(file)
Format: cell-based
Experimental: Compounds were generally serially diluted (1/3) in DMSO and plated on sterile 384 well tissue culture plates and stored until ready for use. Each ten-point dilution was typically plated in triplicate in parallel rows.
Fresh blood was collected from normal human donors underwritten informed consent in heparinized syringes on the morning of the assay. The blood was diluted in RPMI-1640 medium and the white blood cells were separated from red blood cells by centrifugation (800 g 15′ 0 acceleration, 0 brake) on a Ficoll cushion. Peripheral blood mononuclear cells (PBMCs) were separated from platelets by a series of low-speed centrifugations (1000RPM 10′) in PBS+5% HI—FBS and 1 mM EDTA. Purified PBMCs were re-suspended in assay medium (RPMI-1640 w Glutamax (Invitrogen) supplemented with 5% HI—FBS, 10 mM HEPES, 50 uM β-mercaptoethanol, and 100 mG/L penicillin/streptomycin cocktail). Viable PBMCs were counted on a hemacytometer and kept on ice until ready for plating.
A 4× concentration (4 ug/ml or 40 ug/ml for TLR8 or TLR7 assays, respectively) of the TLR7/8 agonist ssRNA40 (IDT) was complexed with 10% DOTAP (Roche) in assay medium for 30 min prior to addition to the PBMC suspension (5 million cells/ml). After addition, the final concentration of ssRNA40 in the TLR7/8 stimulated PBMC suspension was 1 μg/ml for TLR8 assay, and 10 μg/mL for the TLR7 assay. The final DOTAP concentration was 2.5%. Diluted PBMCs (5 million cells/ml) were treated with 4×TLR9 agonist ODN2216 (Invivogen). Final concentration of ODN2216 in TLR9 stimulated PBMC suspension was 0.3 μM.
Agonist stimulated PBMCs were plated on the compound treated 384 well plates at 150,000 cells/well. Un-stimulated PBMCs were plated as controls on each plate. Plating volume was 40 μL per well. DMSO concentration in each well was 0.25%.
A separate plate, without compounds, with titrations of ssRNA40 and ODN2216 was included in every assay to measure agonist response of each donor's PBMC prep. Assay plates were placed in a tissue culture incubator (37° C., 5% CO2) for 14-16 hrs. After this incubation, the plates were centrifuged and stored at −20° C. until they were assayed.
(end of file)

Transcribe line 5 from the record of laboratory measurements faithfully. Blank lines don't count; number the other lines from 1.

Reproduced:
Agonist stimulated PBMCs were plated on the compound treated 384 well plates at 150,000 cells/well. Un-stimulated PBMCs were plated as controls on each plate. Plating volume was 40 μL per well. DMSO concentration in each well was 0.25%.